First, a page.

Recieving my pin from Joachim Stronik, representing the Nova Scotia Government.

Recieving my pin from Joachim Stronik, representing the Nova Scotia Government.

Hugs from Glenn Squires, CEO of Pacrim Hospitality and Chair of the NSTHRC

Hugs from Glenn Squires, CEO of Pacrim Hospitality and Chair of the NSTHRC

There are currently only ten of us who have earned this credential in Canada, with five of us being from Nova Scotia. My other colleagues who received this credential on Wednesday were Jamie Bolduc from the Radisson Suite Hotel in Halifax, Phyllis Stephenson from the Best Western PLUS Chocolate Lake Hotel, Wes Surrett from Pictou Lodge Beach Resort, and Bernice Theriault from Drumlin Hills. Congratulations to each of you – I’m proud to be in such company!

I would like to thank Emerit, the CTHRC, and most of all the NSTHRC for your continued support and encouragement of all tourism professionals, but especially for the support you have shown to me.

My biggest supporter

My biggest supporter

 

With Scott Travis, General Manager of the Prince George Hotel in Halifax. Thank you Scott for your encouragement and mentorship!

With Scott Travis, General Manager of the Prince George Hotel in Halifax. Thank you Scott for your encouragement and mentorship!

With Lisa Dahr, Manager of the NSTHRC

With Lisa Dahr, Manager of the NSTHRC

The Truro B&B girls - Ruth Mailloux from Suncatcher B&B, and Ann MacCormack from Tulips & Thistle B&B

The Truro B&B girls – Ruth Mailloux from Suncatcher B&B, and Ann MacCormack from Tulips & Thistle B&B

With Danny Bartlett, VP Finance of Bay Ferries and past-chair of TIANS. This was his last event as part of the TIANS Board and he will be missed!

With Danny Bartlett, VP Finance of Bay Ferries and past-chair of TIANS. This was his last event as part of the TIANS Board and he will be missed!

The beautiful flowers I was given to take home at the end of the evening

The beautiful flowers I was given to take home at the end of the evening

 Belgravia Bed & Breakfast

Feeling Accomplished

CHGM

As of today, I get to add some new letters to my signature. I’m now Anne McDonah, BTHM, CHGM, TCM

To anyone who’s not in the Tourism Industry, as you read you’re probably wondering what all the acronyms stand for?

BTHM = Bachelor of Tourism & Hospitality Management (Co-operative Education Route and I also took a few extra courses and received a Certificate of Business Administration.)

TCM = Tourism Trainer  (Tourism Certified Manager)

CHGM = Certified Hotel General Manager (Those are my newest letters.)

The TCM which I received in 2012, and the sparkly new CHGM are the “Red Seals” of the Tourism Industry.

From the Emerit website, a description:

“Leadership, budgeting and planning, human resource management, and the ability to put customer service first–do you have the skills it takes to be an effective Hotel General Manager?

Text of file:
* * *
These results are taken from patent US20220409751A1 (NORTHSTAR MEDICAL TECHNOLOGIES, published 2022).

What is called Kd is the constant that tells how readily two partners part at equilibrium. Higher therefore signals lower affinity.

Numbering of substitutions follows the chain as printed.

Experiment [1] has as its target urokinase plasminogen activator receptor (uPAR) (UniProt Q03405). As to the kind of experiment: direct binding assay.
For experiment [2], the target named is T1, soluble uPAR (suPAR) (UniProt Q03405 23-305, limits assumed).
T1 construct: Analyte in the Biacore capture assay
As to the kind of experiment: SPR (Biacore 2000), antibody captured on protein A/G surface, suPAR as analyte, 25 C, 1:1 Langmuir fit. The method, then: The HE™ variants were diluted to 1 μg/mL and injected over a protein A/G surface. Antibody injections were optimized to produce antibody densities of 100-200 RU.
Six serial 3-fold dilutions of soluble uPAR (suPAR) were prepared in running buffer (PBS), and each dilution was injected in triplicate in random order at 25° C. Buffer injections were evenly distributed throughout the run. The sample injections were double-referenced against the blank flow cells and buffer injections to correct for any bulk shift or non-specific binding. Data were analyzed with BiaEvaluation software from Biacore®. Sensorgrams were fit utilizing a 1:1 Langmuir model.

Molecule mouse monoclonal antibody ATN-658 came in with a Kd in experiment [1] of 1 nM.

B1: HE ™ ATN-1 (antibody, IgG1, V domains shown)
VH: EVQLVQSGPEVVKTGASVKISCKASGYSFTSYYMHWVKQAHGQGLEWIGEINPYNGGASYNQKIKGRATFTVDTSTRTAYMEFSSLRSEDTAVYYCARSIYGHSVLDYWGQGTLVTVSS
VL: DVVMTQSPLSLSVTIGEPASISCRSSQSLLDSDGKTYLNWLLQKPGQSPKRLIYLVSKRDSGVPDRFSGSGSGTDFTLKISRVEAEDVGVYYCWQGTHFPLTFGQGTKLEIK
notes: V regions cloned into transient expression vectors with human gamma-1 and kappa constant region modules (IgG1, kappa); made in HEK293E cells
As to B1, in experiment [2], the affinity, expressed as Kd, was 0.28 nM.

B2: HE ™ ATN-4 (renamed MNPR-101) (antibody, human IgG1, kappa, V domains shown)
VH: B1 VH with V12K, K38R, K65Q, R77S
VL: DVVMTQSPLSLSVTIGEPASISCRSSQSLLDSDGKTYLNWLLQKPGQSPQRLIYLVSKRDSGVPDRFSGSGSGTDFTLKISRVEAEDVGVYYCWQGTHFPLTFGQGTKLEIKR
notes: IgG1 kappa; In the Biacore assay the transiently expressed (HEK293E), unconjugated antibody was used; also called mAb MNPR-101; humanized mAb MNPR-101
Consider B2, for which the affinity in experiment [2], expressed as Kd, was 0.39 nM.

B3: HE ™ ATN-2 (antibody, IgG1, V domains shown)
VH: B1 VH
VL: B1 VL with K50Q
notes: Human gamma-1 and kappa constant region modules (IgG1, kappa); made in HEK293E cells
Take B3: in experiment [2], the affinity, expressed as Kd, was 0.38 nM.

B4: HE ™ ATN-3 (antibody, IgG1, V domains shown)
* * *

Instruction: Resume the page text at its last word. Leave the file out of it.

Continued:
Hotel General Managers need to excel at motivating and inspiring employees, while constantly monitoring, evaluating and adjusting all aspects of daily hotel operations. From developing room revenue strategies to monitoring public relations, managing capital projects to creating a guest service culture, effective Hotel General Managers ensure that everything runs smoothly–and generates profit.

The National Occupational Standards for Hotel General Manager include skills, knowledge and best practices in the following areas:

  • Operations
  • Human Resource Management
  • Guest Service
  • Business Management
  • Marketing
  • Leadership 

Professional Certification for Hotel General manager leads to the Certified Hotel General Manager (CHGM) designation, Canada’s first professional credential for the occupation.”

I was approached by the team at the Nova Tourism Human Resource Council (NSTHRC) in March, while D’Arcy was in Brazil, to see if I’d be interested in challenging this certification. The designation is brand new and was designed so that not only managers of large properties would be able to achieve success, but managers of smaller properties as well. The process was thorough and I was on a tight timeline.  To complete the designation, I had to have over 1000 hours of experience, pass a two hour interview (last Wednesday afternoon – that was a lot of talking, even for me!) and pass a 125 question exam with a mark of 70% or more (today).

I had received a copy of the standards a few weeks ago, and when going over them to study, realized that I was either going to know it or not. I contacted a few colleagues from industry and the NSTHRC to try to calm my nerves, wondering if I was really qualified? They assured me I was.

Today was also the last day of the semester for my NSCC students so the past two weeks have been filled with papers, projects, portfolios, and presentations. I was in the classroom for presentations this morning from 8:30 – 12:30, then sat down in our Academic Support Centre at 1:00 to write the proctored test. (And did I mention we’ve had a full house at Belgravia B&B the past couple of nights?) Talk about having empathy for my students – I know exactly how overwhelmed and stressed out they’ve been feeling!